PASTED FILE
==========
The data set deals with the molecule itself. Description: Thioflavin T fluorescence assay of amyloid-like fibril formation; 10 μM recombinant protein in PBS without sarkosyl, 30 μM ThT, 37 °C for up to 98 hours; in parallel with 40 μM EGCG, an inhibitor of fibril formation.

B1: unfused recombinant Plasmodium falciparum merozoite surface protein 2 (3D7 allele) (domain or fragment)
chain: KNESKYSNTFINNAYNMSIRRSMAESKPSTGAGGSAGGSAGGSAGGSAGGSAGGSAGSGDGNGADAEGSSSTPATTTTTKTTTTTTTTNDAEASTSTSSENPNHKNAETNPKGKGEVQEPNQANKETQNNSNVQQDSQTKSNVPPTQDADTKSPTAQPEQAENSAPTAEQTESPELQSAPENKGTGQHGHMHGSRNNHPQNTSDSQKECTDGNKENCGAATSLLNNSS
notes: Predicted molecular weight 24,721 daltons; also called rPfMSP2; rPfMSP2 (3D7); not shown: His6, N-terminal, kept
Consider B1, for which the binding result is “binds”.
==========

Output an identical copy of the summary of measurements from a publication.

The data set deals with the molecule itself. Description: Thioflavin T fluorescence assay of amyloid-like fibril formation; 10 μM recombinant protein in PBS without sarkosyl, 30 μM ThT, 37 °C for up to 98 hours; in parallel with 40 μM EGCG, an inhibitor of fibril formation.

B1: unfused recombinant Plasmodium falciparum merozoite surface protein 2 (3D7 allele) (domain or fragment)
chain: KNESKYSNTFINNAYNMSIRRSMAESKPSTGAGGSAGGSAGGSAGGSAGGSAGGSAGSGDGNGADAEGSSSTPATTTTTKTTTTTTTTNDAEASTSTSSENPNHKNAETNPKGKGEVQEPNQANKETQNNSNVQQDSQTKSNVPPTQDADTKSPTAQPEQAENSAPTAEQTESPELQSAPENKGTGQHGHMHGSRNNHPQNTSDSQKECTDGNKENCGAATSLLNNSS
notes: Predicted molecular weight 24,721 daltons; also called rPfMSP2; rPfMSP2 (3D7); not shown: His6, N-terminal, kept
Consider B1, for which the binding result is “binds”.